I joined Caltech in 1986. Having just landed from a flight from France, I recall the unsettling feeling of finding my marks in a place and city I had never been to. Just a day after I arrived Allan called me into his office, introducing himself with a warm smile and such a laid back open attitude that I instantly knew this was a man I could count on whenever I needed help. My PhD journey at Caltech would be ok… little did I know that Allan’s watchful presence would extend much beyond my PhD.

As a good mentor Allan knew when pushing for excellence was needed. During my first year of discovering the good side of Californian life I vividly recall being called to his office one day to be told “I did not bring you all the way from France for you to get a B in that electronics class”, and a small voice in my head telling me “I did not move all the way from France to be reprimanded by that professor”. My respect for Allan and the fatherly authority which emanated from him was enough to ensure that this single short burst of reprimand was the only recalibration that was ever needed towards the successful completion of my studies.

Allan of course had a passion for sea and sailing that pushed him to commute day after day 50 miles each way at very odd hours through the hellish LA traffic. It did take a few years for him to assess that I was far enough on my way to success, to finally ask me to go sailing with him to Catalina together with my girlfriend (now my wife Anh). I recall the first time I stepped on his boat asking basic questions about rigging and sensing the pride he had in explaining the some of the intricate details of the workmanship and construction process which took him many years to complete. What a fantastic demonstration of following through one’s dream! While mooring in Catalina Island’s Emerald bay sharing and tasting whiskeys, Allan related the story of what led him to build this boat and his long life dream to sail it around the world. Flashing a book with worn out pages one sees on manuscripts read and re-read hundreds of times, he narrated the story of this young man from Britany, France who had preceded him in the sixties: building that exact model boat while living in a camper car, and then setting off to worldwide adventures making friends and discovering different cultures. This book guided him, and is a great reflection of his never-ending eagerness to make meaningful friendships everywhere he went (even if his sailboat hardly ever sailed beyond Catalina). I thereafter sometimes wondered if my own Britany origins and love for sea played a part in my being selected to study at Caltech! For sure him bringing me to California had a defining impact on my life… I owe him, and Chris Brennen big time.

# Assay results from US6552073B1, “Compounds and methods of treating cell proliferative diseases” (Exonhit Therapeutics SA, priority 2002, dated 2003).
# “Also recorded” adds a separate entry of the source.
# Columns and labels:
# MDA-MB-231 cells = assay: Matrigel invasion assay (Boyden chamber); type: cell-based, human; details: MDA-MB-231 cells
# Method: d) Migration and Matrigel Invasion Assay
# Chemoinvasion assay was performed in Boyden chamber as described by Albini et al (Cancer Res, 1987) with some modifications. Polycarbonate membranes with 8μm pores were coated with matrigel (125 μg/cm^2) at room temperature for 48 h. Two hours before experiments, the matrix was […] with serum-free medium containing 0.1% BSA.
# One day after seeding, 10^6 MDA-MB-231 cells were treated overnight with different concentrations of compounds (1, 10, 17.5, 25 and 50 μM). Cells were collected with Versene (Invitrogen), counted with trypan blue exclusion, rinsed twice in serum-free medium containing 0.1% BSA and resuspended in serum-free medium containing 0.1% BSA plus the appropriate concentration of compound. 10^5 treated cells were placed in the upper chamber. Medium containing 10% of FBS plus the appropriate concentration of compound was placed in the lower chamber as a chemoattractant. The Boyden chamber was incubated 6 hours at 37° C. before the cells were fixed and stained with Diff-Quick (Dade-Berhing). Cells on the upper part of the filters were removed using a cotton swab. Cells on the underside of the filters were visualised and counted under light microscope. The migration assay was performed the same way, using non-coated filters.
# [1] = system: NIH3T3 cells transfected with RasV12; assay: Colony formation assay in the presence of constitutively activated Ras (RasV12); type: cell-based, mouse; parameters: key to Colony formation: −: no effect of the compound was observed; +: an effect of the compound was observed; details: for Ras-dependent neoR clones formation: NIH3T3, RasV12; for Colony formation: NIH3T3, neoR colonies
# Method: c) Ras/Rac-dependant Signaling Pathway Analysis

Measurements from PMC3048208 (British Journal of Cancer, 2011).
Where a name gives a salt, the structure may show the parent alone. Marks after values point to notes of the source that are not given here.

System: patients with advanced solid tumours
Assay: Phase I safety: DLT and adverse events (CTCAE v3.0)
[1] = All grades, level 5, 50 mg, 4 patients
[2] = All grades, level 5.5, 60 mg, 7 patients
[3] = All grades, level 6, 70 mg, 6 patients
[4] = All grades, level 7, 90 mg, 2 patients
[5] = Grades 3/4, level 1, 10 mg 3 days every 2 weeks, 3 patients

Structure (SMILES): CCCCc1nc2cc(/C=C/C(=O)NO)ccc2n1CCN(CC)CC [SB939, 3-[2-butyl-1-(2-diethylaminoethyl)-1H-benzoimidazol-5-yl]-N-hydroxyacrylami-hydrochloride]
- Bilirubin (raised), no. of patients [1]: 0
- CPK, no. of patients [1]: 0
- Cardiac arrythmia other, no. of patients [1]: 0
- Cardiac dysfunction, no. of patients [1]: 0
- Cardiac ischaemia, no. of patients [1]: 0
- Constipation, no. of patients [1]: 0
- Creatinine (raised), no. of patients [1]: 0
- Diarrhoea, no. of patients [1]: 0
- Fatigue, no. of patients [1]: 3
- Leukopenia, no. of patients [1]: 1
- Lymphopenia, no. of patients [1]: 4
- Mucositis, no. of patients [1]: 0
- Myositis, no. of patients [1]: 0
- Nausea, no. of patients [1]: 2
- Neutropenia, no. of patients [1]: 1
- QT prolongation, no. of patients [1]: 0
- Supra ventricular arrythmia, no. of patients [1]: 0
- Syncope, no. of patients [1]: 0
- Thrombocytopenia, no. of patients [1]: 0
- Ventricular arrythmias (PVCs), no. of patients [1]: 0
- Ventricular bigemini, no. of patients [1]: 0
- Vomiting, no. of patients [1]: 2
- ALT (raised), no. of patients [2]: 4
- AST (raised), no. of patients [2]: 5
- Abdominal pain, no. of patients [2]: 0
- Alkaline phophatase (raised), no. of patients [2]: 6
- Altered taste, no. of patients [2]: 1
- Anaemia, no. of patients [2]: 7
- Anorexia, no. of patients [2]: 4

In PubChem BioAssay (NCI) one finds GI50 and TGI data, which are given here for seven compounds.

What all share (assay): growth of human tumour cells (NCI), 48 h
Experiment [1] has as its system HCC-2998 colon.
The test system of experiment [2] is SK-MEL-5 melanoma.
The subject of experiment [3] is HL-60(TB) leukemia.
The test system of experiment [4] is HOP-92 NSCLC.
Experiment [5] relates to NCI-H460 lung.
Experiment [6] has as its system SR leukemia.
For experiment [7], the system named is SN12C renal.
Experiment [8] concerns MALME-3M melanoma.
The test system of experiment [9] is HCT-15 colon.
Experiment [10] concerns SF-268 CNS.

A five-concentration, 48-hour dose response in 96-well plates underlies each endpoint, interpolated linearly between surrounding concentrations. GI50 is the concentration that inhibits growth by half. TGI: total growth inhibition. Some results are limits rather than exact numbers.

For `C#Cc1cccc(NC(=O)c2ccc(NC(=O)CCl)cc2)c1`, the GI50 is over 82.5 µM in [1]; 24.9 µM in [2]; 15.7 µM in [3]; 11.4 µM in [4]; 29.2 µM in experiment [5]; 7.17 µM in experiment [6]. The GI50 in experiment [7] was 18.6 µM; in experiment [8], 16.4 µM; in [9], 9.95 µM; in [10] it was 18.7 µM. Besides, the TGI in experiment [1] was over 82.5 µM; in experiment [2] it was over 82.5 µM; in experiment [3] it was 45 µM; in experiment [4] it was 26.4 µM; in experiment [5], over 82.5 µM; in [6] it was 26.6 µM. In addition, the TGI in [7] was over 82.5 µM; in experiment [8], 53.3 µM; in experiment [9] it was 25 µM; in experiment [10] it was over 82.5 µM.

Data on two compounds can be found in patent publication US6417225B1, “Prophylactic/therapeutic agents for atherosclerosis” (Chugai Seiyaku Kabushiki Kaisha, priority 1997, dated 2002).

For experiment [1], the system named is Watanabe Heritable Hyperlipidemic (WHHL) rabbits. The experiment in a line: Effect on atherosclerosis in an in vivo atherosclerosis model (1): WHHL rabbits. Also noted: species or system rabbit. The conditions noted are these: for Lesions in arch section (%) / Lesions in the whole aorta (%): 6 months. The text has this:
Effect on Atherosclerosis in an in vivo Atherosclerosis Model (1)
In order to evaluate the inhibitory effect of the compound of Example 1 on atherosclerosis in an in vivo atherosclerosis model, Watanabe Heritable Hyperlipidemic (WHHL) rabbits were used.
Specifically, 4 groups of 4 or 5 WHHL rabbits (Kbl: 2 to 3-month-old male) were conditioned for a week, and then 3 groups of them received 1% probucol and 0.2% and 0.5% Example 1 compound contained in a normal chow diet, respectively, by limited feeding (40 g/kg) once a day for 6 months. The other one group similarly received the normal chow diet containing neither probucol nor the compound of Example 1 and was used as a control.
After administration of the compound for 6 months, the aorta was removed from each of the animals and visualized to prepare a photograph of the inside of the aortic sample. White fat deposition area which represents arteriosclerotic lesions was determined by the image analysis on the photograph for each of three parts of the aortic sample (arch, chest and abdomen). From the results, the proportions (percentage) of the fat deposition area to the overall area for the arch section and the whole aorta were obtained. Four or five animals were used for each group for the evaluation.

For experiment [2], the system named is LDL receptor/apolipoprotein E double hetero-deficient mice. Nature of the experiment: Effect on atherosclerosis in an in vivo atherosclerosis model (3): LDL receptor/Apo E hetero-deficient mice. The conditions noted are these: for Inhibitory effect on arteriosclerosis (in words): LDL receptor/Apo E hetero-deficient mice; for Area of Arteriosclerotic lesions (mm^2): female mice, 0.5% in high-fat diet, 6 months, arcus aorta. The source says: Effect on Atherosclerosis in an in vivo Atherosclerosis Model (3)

Through the years following my PhD there were several opportunities for us to catch up again, witnessing him being honored on multiple occasions, the pain of losing Pat, the joy of finding Annette, and whenever practical squeezing in a sailing trip to Catalina… Every time I travel through or set foot in LA I am instantly reminded of the nearby presence of my Californian father. Allan has taught me how to balance friendship and work, to follow one’s dreams with the hard realities of responsibilities that comes with being a family man. He was curious about everything, down to microdetailed technical understanding. Every time I would update him about a facet of my job he would never be contempt with the superficial and stubbornly drilled deeper until he would either run out of questions but mainly run me out of answers.

This morning, as I stand dumbfounded about the news of his passing away, I cannot help but to be profoundly sad… and happy knowing we will one day meet again and set off sailing amongst the breezy white clouds of eternity.

Yan Kuhn de Chizelle – May 2020